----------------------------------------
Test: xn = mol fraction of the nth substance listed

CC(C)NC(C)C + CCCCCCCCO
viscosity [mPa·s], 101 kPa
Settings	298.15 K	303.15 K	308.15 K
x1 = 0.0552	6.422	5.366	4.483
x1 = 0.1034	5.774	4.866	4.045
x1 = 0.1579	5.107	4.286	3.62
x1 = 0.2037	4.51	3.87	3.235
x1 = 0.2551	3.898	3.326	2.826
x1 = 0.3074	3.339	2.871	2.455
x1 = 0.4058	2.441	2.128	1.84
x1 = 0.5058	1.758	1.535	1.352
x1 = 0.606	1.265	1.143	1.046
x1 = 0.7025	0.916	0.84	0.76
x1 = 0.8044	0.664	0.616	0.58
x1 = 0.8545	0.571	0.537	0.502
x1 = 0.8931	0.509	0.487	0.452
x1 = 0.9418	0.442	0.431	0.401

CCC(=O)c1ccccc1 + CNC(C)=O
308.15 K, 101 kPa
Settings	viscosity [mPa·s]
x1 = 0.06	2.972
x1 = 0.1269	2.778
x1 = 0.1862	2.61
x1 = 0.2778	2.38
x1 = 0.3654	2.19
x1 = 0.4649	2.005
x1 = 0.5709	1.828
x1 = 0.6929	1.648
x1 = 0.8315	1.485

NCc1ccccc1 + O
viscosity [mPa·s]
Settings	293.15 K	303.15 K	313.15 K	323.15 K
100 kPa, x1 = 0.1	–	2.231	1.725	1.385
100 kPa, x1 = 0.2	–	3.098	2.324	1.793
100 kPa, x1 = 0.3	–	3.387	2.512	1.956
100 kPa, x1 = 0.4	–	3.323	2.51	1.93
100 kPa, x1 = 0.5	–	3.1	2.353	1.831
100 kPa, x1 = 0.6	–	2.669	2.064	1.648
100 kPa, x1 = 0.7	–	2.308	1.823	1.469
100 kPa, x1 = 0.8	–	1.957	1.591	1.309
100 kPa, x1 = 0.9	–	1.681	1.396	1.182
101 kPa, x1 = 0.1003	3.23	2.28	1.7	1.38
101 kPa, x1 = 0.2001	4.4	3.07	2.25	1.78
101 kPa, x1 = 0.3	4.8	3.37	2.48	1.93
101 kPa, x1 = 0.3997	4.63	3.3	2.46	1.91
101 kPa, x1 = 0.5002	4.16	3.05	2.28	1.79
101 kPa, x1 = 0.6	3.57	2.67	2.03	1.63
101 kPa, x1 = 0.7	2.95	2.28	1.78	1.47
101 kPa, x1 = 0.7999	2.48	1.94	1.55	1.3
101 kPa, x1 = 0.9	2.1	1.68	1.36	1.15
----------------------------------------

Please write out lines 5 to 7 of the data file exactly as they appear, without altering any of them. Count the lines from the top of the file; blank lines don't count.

x1 = 0.0552	6.422	5.366	4.483
x1 = 0.1034	5.774	4.866	4.045
x1 = 0.1579	5.107	4.286	3.62